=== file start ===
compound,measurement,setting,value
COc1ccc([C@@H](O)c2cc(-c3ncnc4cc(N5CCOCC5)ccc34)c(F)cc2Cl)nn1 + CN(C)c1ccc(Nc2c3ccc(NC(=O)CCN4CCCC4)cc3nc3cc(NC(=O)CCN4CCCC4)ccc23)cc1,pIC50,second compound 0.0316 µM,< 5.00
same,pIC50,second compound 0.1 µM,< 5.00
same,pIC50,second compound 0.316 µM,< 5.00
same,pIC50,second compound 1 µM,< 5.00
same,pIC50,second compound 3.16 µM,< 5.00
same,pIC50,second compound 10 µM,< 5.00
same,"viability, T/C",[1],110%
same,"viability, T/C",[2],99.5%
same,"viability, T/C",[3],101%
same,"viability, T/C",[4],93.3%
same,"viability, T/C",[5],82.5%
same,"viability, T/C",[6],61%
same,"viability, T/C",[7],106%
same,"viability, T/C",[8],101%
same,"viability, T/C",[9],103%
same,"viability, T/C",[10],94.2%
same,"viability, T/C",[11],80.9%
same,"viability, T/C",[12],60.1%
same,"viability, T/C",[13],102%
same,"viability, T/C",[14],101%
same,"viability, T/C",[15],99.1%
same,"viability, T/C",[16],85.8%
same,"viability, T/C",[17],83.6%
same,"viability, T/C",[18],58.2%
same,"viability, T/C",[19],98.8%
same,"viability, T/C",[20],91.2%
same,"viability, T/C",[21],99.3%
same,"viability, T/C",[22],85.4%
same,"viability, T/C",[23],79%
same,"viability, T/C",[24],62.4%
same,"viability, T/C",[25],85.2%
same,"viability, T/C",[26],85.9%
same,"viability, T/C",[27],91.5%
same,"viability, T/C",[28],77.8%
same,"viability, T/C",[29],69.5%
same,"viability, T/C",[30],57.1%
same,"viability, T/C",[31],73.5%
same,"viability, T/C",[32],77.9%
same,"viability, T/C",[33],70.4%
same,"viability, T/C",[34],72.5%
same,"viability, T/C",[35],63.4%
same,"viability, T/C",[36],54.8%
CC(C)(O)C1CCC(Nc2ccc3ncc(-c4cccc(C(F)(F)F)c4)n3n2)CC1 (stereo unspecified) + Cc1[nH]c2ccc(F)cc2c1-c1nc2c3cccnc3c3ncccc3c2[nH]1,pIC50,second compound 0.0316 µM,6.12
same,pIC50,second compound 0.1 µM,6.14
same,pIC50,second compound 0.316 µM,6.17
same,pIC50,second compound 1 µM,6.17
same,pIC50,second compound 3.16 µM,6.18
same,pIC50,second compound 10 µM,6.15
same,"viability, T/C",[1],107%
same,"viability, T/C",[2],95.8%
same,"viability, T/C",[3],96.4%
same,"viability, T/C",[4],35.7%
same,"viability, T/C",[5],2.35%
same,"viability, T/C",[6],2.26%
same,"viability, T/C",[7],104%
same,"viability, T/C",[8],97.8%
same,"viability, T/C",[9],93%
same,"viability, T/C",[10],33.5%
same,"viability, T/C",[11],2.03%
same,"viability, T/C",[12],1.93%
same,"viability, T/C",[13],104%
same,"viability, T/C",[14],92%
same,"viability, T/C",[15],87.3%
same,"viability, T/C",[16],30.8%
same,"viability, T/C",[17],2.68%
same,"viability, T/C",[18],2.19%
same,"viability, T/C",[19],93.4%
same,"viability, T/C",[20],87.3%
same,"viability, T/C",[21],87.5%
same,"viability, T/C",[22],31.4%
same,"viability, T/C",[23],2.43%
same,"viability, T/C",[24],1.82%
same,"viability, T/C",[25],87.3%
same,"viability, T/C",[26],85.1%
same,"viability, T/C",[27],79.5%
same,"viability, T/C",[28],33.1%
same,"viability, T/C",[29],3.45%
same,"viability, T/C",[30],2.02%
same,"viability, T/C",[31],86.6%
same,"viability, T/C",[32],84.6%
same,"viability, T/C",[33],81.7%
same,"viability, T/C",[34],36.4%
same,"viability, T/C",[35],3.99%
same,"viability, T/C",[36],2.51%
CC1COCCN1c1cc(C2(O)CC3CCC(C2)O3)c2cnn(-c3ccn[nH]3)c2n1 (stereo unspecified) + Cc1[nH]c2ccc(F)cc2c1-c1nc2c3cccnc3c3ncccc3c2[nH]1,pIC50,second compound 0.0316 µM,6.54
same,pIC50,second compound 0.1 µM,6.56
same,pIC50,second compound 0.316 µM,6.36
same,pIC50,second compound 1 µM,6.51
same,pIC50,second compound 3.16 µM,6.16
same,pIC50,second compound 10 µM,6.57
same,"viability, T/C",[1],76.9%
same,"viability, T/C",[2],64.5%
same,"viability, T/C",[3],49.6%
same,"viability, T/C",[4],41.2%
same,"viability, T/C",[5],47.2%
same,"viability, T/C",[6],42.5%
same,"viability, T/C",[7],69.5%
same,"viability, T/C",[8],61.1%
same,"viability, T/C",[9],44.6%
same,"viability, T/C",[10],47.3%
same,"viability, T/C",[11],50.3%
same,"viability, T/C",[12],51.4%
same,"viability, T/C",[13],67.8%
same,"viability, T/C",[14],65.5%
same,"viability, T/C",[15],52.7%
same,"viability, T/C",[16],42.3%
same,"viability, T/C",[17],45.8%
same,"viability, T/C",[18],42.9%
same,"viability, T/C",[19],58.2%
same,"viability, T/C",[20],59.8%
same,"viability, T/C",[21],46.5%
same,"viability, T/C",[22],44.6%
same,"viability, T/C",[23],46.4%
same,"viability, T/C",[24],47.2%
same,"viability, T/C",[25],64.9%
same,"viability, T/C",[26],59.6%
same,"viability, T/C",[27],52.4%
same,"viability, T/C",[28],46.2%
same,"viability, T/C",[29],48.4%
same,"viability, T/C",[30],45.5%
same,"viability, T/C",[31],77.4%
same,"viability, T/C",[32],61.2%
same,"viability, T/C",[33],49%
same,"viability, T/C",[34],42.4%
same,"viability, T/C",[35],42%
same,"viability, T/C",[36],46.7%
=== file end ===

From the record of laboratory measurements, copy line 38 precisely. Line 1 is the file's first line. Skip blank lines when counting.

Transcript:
same,"viability, T/C",[31],73.5%